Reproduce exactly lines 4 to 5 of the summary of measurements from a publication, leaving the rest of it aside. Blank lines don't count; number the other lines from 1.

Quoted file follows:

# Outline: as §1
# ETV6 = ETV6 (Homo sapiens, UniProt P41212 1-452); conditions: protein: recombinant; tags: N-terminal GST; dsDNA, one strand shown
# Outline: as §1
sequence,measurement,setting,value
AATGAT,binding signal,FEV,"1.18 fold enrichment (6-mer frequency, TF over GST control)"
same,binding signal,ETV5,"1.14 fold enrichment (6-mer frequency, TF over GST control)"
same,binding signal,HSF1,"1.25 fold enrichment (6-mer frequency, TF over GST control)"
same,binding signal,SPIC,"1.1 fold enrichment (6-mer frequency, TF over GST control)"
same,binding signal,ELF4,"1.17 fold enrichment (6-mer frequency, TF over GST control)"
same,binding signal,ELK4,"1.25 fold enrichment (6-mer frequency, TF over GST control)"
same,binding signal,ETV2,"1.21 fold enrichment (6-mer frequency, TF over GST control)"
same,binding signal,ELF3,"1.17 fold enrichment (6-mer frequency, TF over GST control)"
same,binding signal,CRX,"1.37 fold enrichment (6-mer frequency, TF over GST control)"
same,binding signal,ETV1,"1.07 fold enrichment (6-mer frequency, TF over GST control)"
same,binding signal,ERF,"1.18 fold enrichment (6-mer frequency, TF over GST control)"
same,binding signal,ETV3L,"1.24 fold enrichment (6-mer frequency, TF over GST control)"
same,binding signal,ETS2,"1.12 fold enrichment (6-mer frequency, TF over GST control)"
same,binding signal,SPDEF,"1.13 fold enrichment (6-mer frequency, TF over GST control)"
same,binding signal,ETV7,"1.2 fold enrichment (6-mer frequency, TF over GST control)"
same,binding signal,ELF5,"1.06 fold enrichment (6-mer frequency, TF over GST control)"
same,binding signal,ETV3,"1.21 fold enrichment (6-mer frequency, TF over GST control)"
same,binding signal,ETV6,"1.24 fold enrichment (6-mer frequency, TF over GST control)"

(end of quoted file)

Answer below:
sequence,measurement,setting,value
AATGAT,binding signal,FEV,"1.18 fold enrichment (6-mer frequency, TF over GST control)"